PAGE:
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Boise State updates travel guidelines

Photo by Drew Marshall

Increasing amounts of positive COVID-19 cases at Boise State and beyond has led the university to update its travel guidelines. Boise State suspended university-sponsored travel for students and faculty through the end of the year with some exceptions. 

Throughout the year, policies have changed and updated to keep students and faculty safe on campus. With the updated travel guidelines, Boise State also includes information about how and when to quarantine. 

According to Boise State’s travel web page, exceptions to the travel guidelines include:

“Field-work, where COVID precautions are integrated into the principal investigator’s research restart plan and approved by the VP for Research and Economic Development in consultation with the university’s public health officer. Athletic and academic team travel, when travel plans are pre-approved by the university’s public health officer. Other essential travel approved by the appropriate divisional VP and in consultation with the university’s public health officer.”

Photo of the Boise State University sign.
[Photo of the Boise State University sign on campus]
Photo by Drew Marshall

Cienna Madrid, assistant director of content communications and marketing, wrote in an email that Boise State is committed to keeping students and faculty safe and informed of all guideline changes and updates.

“Our public health team was already advising individuals to follow these guidelines, formalizing them and disseminating them across campus as a proactive way of ensuring that all students, faculty and staff are aware of the steps they must take for their health and the health of the campus community,” Madrid wrote.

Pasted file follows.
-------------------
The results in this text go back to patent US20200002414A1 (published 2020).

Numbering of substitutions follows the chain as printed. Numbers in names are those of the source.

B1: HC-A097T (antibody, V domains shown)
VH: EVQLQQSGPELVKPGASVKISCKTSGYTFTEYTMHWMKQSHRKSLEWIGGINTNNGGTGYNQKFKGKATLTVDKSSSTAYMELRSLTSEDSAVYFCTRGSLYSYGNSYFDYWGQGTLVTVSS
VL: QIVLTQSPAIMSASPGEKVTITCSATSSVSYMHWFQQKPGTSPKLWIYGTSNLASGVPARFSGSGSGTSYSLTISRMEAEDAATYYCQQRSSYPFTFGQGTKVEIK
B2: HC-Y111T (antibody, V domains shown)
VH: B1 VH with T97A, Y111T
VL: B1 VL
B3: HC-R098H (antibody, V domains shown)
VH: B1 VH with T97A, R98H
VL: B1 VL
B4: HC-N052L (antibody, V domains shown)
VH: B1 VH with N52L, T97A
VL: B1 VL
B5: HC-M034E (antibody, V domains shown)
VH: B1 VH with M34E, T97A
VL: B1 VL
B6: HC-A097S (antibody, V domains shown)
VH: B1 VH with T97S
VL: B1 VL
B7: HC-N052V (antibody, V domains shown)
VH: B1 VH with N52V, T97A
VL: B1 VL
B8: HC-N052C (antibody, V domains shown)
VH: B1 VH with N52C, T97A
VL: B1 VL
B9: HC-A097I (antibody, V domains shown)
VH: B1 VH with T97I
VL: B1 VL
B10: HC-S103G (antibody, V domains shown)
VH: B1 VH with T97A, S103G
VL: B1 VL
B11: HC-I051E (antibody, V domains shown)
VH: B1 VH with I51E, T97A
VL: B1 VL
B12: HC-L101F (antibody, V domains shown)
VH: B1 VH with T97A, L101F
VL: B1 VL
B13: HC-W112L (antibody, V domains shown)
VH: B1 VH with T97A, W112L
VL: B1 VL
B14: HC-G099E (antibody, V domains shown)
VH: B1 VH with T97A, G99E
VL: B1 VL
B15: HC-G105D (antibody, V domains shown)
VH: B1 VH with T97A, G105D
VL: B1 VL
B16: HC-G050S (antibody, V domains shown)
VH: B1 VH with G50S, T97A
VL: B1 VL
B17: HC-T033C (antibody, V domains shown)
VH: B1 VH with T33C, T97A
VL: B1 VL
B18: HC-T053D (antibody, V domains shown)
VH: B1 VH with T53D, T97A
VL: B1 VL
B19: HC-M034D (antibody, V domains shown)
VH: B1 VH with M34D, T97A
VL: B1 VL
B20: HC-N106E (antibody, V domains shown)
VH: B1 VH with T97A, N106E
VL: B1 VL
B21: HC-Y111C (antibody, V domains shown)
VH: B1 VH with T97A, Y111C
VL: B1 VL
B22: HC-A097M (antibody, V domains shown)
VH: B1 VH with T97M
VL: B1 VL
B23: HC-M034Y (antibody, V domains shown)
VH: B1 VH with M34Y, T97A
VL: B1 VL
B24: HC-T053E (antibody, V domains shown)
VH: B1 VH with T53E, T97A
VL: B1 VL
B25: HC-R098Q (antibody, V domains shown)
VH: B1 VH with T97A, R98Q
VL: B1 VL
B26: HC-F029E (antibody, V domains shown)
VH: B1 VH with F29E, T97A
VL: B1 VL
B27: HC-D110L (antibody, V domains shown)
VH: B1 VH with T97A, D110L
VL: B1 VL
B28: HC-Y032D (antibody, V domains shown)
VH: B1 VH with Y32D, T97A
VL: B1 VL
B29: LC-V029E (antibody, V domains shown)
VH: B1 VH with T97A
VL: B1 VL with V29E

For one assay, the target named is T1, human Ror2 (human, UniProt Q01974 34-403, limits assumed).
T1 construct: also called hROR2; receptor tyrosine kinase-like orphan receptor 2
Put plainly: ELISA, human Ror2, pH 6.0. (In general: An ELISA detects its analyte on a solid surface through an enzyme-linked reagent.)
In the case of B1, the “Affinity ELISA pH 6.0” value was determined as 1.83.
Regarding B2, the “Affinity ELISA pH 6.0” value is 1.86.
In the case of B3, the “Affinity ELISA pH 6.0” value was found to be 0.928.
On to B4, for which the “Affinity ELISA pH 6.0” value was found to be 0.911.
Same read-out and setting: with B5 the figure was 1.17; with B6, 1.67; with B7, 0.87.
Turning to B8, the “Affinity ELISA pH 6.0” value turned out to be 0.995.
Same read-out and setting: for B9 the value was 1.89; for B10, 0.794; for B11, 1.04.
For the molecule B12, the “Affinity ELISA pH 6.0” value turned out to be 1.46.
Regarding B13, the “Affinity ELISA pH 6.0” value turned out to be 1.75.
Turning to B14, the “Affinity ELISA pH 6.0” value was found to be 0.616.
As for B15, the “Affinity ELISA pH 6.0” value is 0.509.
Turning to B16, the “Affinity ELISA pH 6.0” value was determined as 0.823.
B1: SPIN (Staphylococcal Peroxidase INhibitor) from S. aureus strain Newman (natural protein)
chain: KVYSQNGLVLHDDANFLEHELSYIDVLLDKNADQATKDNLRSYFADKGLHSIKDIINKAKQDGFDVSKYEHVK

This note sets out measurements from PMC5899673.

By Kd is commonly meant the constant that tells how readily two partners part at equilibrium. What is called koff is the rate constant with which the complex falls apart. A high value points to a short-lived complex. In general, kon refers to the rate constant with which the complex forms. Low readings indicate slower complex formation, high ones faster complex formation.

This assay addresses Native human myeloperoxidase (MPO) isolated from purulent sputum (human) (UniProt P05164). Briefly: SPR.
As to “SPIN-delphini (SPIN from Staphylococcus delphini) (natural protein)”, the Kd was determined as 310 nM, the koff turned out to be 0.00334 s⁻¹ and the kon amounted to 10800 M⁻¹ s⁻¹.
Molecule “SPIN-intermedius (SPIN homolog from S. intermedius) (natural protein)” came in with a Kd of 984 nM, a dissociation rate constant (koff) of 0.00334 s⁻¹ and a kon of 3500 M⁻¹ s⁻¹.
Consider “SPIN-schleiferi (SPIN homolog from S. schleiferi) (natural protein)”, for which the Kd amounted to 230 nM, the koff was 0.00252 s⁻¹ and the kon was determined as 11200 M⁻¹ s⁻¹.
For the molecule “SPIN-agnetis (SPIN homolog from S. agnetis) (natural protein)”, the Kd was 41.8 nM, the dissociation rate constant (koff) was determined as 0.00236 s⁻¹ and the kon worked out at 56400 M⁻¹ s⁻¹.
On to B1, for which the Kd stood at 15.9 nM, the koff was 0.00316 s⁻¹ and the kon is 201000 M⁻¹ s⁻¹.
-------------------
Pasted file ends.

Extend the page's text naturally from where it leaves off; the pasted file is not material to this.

According to the Centers for Disease Control and Prevention (CDC), traveling increases your risk of contracting COVID-19. It is possible to spread COVID-19 to other people including, family, friends and the community up to 14 days after traveling. 

If a student does travel, the CDC recommends wearing a mask at all times, social distance by providing at least six feet of distance from yourself and others, washing your hands often, avoid touching your eyes, nose and mouth, and avoid contact with anyone who is sick. Exposure to COVID-19 through airports, bus stations, train stations and rest stops is possible, according to Boise State News. 

According to The Department of Community and Environmental Health at Boise State, the travel guidelines will be implemented until COVID-19 no longer poses a risk to the campus and community. 

According to Madrid, the travel guidelines are not new but are reiterating the guidelines to students. 

“Students, faculty and staff have already agreed to these guidelines when they took the Bronco Pledge for Public Health and agreed to the four main safety guidelines,” Madrid said. 

Boise State is taking these travel guidelines seriously.

A graphic of a map of the western states showing multiple ways of traveling to Boise, via plane or car.
Graphic by Jordan Barno

“Not following the guidelines amounts to a Boise State student code of conduct violation. Failure to comply with stated guidelines and restrictions could result in disciplinary action,” Madrid said. 

Beth Manor, senior multidisciplinary studies major, believes it will be hard to accurately determine which students travel and adhere to the university guidelines, versus those who will not. 

“I think it would be difficult to enforce a policy like this. Although it does sound good on paper, t’s gonna come down to how many people want to prevent it and how serious individuals will take it,” Manor said. “I think it’s a good policy to have on the books to show that the university is taking it seriously, but I think ultimately it will be very hard to enforce.” 

However, Manor is grateful that Boise State is taking the health and safety of students and faculty seriously. 

“I continue to feel very confident about the safety measures BSU has put in place. The fact that everyone has been sticking fairly well to those policies is very encouraging. I can see the light at the end of the tunnel,” Manor said.

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